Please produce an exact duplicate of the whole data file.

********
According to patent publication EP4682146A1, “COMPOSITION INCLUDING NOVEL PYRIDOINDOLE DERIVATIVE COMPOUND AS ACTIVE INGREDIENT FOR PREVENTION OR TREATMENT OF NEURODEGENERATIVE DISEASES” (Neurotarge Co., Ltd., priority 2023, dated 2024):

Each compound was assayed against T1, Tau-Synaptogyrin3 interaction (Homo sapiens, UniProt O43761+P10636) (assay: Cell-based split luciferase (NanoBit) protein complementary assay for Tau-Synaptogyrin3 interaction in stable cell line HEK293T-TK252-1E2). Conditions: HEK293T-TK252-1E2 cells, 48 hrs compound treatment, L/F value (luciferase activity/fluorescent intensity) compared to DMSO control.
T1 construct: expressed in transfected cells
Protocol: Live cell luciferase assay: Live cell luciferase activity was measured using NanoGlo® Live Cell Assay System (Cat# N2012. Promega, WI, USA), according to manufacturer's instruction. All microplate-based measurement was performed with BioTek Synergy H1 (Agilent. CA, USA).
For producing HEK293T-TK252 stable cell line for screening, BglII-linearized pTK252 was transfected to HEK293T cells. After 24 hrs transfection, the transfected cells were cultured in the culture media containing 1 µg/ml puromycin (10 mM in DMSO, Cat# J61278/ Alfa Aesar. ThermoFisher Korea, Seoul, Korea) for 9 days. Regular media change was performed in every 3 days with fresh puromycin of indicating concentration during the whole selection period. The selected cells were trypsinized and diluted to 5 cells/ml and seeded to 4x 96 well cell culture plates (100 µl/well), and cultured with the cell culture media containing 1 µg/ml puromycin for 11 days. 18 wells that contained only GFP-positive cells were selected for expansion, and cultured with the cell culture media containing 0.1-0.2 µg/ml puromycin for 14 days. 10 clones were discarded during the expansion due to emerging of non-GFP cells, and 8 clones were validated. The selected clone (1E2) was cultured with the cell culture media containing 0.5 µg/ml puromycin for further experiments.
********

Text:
According to patent publication EP4682146A1, “COMPOSITION INCLUDING NOVEL PYRIDOINDOLE DERIVATIVE COMPOUND AS ACTIVE INGREDIENT FOR PREVENTION OR TREATMENT OF NEURODEGENERATIVE DISEASES” (Neurotarge Co., Ltd., priority 2023, dated 2024):

Each compound was assayed against T1, Tau-Synaptogyrin3 interaction (Homo sapiens, UniProt O43761+P10636) (assay: Cell-based split luciferase (NanoBit) protein complementary assay for Tau-Synaptogyrin3 interaction in stable cell line HEK293T-TK252-1E2). Conditions: HEK293T-TK252-1E2 cells, 48 hrs compound treatment, L/F value (luciferase activity/fluorescent intensity) compared to DMSO control.
T1 construct: expressed in transfected cells
Protocol: Live cell luciferase assay: Live cell luciferase activity was measured using NanoGlo® Live Cell Assay System (Cat# N2012. Promega, WI, USA), according to manufacturer's instruction. All microplate-based measurement was performed with BioTek Synergy H1 (Agilent. CA, USA).
For producing HEK293T-TK252 stable cell line for screening, BglII-linearized pTK252 was transfected to HEK293T cells. After 24 hrs transfection, the transfected cells were cultured in the culture media containing 1 µg/ml puromycin (10 mM in DMSO, Cat# J61278/ Alfa Aesar. ThermoFisher Korea, Seoul, Korea) for 9 days. Regular media change was performed in every 3 days with fresh puromycin of indicating concentration during the whole selection period. The selected cells were trypsinized and diluted to 5 cells/ml and seeded to 4x 96 well cell culture plates (100 µl/well), and cultured with the cell culture media containing 1 µg/ml puromycin for 11 days. 18 wells that contained only GFP-positive cells were selected for expansion, and cultured with the cell culture media containing 0.1-0.2 µg/ml puromycin for 14 days. 10 clones were discarded during the expansion due to emerging of non-GFP cells, and 8 clones were validated. The selected clone (1E2) was cultured with the cell culture media containing 0.5 µg/ml puromycin for further experiments.